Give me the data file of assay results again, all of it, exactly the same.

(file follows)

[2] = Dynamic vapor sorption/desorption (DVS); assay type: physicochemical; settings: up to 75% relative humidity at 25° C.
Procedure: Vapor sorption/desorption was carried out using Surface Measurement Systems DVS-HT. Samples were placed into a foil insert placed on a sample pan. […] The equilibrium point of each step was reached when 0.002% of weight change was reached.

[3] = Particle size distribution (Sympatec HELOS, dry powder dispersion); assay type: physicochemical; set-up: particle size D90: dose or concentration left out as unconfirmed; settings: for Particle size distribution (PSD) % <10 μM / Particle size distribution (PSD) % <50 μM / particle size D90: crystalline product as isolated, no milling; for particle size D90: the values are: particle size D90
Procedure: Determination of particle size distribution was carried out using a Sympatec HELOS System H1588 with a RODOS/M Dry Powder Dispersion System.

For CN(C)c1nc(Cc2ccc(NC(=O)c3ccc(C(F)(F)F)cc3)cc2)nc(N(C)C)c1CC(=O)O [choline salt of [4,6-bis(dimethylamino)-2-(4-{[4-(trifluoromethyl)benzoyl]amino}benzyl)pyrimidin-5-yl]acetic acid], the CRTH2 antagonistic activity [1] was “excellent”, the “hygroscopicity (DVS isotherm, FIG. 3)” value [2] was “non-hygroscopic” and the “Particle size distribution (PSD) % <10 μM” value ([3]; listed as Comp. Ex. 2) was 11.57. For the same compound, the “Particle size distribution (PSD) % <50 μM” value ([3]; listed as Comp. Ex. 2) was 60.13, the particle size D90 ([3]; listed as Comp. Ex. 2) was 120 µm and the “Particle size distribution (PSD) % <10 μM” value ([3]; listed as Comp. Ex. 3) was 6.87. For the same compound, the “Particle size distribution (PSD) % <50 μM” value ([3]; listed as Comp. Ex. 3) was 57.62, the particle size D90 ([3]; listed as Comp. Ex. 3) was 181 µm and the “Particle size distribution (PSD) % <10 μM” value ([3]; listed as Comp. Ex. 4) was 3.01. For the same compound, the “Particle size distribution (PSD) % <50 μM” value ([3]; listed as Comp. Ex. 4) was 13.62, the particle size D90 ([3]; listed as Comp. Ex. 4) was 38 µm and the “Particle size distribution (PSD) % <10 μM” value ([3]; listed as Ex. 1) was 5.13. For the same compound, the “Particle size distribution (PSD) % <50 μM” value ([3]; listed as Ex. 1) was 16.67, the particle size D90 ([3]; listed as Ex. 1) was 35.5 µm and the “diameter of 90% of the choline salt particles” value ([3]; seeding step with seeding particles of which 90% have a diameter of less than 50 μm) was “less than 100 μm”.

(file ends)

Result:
[2] = Dynamic vapor sorption/desorption (DVS); assay type: physicochemical; settings: up to 75% relative humidity at 25° C.
Procedure: Vapor sorption/desorption was carried out using Surface Measurement Systems DVS-HT. Samples were placed into a foil insert placed on a sample pan. […] The equilibrium point of each step was reached when 0.002% of weight change was reached.

[3] = Particle size distribution (Sympatec HELOS, dry powder dispersion); assay type: physicochemical; set-up: particle size D90: dose or concentration left out as unconfirmed; settings: for Particle size distribution (PSD) % <10 μM / Particle size distribution (PSD) % <50 μM / particle size D90: crystalline product as isolated, no milling; for particle size D90: the values are: particle size D90
Procedure: Determination of particle size distribution was carried out using a Sympatec HELOS System H1588 with a RODOS/M Dry Powder Dispersion System.

For CN(C)c1nc(Cc2ccc(NC(=O)c3ccc(C(F)(F)F)cc3)cc2)nc(N(C)C)c1CC(=O)O [choline salt of [4,6-bis(dimethylamino)-2-(4-{[4-(trifluoromethyl)benzoyl]amino}benzyl)pyrimidin-5-yl]acetic acid], the CRTH2 antagonistic activity [1] was “excellent”, the “hygroscopicity (DVS isotherm, FIG. 3)” value [2] was “non-hygroscopic” and the “Particle size distribution (PSD) % <10 μM” value ([3]; listed as Comp. Ex. 2) was 11.57. For the same compound, the “Particle size distribution (PSD) % <50 μM” value ([3]; listed as Comp. Ex. 2) was 60.13, the particle size D90 ([3]; listed as Comp. Ex. 2) was 120 µm and the “Particle size distribution (PSD) % <10 μM” value ([3]; listed as Comp. Ex. 3) was 6.87. For the same compound, the “Particle size distribution (PSD) % <50 μM” value ([3]; listed as Comp. Ex. 3) was 57.62, the particle size D90 ([3]; listed as Comp. Ex. 3) was 181 µm and the “Particle size distribution (PSD) % <10 μM” value ([3]; listed as Comp. Ex. 4) was 3.01. For the same compound, the “Particle size distribution (PSD) % <50 μM” value ([3]; listed as Comp. Ex. 4) was 13.62, the particle size D90 ([3]; listed as Comp. Ex. 4) was 38 µm and the “Particle size distribution (PSD) % <10 μM” value ([3]; listed as Ex. 1) was 5.13. For the same compound, the “Particle size distribution (PSD) % <50 μM” value ([3]; listed as Ex. 1) was 16.67, the particle size D90 ([3]; listed as Ex. 1) was 35.5 µm and the “diameter of 90% of the choline salt particles” value ([3]; seeding step with seeding particles of which 90% have a diameter of less than 50 μm) was “less than 100 μm”.